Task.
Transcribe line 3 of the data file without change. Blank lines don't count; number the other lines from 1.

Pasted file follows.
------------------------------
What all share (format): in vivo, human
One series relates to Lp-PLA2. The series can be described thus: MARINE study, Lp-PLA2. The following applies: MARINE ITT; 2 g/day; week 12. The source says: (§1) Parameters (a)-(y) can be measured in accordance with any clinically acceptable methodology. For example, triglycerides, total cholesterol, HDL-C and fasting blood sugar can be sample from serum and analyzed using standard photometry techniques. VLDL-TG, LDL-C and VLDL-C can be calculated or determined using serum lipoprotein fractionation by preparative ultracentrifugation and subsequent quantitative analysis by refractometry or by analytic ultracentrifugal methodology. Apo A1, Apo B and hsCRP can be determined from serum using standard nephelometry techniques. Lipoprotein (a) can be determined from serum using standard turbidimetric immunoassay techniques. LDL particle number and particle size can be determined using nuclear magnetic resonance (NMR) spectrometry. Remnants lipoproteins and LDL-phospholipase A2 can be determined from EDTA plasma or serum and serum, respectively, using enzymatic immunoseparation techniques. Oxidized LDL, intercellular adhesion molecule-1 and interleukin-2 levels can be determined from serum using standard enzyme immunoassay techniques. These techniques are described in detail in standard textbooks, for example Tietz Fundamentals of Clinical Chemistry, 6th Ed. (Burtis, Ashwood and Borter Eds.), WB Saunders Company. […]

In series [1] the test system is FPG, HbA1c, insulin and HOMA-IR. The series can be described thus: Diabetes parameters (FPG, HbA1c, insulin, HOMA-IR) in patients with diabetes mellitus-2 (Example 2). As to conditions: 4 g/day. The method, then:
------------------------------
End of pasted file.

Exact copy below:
In series [1] the test system is FPG, HbA1c, insulin and HOMA-IR. The series can be described thus: Diabetes parameters (FPG, HbA1c, insulin, HOMA-IR) in patients with diabetes mellitus-2 (Example 2). As to conditions: 4 g/day. The method, then: